Right now there is no day off. I advance on the protocols, and I replace one hour a colleague who performs call regulation, so that she can take a real lunch break. These are small efforts that we all make, that change things to last.
If, at the beginning of the crisis, the people who called the SAMU could be extremely anxious, I have the impression that it is a little “less worse” now. There is still a lot of concern, of course – patients know there are serious and less serious forms – but you're starting to be in a known area, which decreases the fear. In the collective unconscious, this stranger was like the plague coming and they were all going to die. We are no longer in this fantasy and this unfathomable fear. Perhaps also, whatever the danger, we end up adapting to its existence. “
“Covid-19, I did not learn it on the benches of the university”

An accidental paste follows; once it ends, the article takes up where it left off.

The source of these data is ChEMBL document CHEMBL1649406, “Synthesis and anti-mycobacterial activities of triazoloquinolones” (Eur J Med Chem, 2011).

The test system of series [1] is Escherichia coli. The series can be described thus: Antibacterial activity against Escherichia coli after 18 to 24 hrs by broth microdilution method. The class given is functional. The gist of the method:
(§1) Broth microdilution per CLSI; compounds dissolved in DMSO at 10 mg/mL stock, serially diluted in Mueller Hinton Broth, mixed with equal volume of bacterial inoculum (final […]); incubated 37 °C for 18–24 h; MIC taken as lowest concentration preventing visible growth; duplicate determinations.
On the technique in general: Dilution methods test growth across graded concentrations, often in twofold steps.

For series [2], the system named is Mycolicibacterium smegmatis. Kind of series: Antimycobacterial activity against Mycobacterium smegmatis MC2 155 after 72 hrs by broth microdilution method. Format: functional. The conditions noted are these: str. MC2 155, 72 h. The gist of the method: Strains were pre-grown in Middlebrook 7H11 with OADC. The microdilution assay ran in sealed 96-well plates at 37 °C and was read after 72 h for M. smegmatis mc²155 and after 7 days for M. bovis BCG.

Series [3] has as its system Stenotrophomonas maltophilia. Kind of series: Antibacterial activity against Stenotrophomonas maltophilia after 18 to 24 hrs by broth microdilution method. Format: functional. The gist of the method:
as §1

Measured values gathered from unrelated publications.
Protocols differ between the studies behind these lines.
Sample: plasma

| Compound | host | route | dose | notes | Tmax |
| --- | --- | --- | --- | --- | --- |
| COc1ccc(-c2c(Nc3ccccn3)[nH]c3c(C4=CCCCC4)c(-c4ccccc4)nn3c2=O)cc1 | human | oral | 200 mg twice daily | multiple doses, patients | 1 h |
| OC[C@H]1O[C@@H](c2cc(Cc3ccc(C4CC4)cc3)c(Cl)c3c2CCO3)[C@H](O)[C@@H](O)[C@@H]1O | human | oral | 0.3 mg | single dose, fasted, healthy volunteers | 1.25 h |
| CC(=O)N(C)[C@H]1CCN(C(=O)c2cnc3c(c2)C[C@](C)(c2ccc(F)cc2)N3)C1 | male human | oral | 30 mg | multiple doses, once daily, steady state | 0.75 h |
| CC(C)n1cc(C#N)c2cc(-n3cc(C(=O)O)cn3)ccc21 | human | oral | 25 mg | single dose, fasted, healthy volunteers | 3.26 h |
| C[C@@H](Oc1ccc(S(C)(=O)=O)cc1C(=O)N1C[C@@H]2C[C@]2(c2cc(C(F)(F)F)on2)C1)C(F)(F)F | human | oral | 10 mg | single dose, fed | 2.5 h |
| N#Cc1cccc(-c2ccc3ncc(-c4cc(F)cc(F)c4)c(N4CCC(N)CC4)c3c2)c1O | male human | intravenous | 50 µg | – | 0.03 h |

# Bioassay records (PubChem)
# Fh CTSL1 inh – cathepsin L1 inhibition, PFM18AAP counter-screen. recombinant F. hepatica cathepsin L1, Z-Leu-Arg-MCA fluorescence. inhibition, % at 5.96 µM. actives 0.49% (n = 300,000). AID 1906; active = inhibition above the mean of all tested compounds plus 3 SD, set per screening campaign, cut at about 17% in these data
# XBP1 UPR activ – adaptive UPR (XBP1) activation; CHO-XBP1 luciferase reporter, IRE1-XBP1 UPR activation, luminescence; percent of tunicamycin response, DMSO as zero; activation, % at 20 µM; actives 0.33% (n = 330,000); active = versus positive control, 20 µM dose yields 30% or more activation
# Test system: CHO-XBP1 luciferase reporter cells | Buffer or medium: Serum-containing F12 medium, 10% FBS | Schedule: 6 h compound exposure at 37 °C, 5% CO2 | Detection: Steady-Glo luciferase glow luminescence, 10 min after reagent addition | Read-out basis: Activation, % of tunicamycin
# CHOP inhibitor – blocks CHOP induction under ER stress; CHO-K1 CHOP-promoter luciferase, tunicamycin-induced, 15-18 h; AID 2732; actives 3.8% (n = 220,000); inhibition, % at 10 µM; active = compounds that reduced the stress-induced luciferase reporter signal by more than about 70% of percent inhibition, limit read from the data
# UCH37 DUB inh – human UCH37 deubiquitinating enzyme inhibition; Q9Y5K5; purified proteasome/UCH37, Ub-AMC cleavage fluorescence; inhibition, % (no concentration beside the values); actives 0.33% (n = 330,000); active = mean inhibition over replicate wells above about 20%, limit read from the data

Laurent Carlini, 33, general practitioner and emergency doctor in Ajaccio (Corsica)
“At my office on the outskirts of Ajaccio, my patients have never been more attentive and involved. They are anxious. Many ask us for our opinion on hydroxychloroquine or ask to be tested.
The majority of our at-risk patients obtain a negative screening result. But since we know that there are about 20% false negatives, we explain to them that it does not mean anything, and we recommend to those who have very suspicious symptoms to take the same precautions as if they were positive.
“When they arrive in consultation, our patients already know everything. They are on an equal footing with us. This is the first time that it happens to me “
Since confinement, people have seen many doctors and politicians talk about the virus all day long on television. They have the information with us. So when they come to the consultation, our patients already know everything: the symptomatology of the pathology, the precautionary measures, hydroxychloroquine … They end up on an equal footing with us. This is the first time that it happens to me. The Covid-19, I did not learn it on the benches of the university …
We are happy that our patients are vigilant. More than half of them take their temperature every day, even those who have no symptoms. They know that fever is one of the first of them, so they do it with their weapons.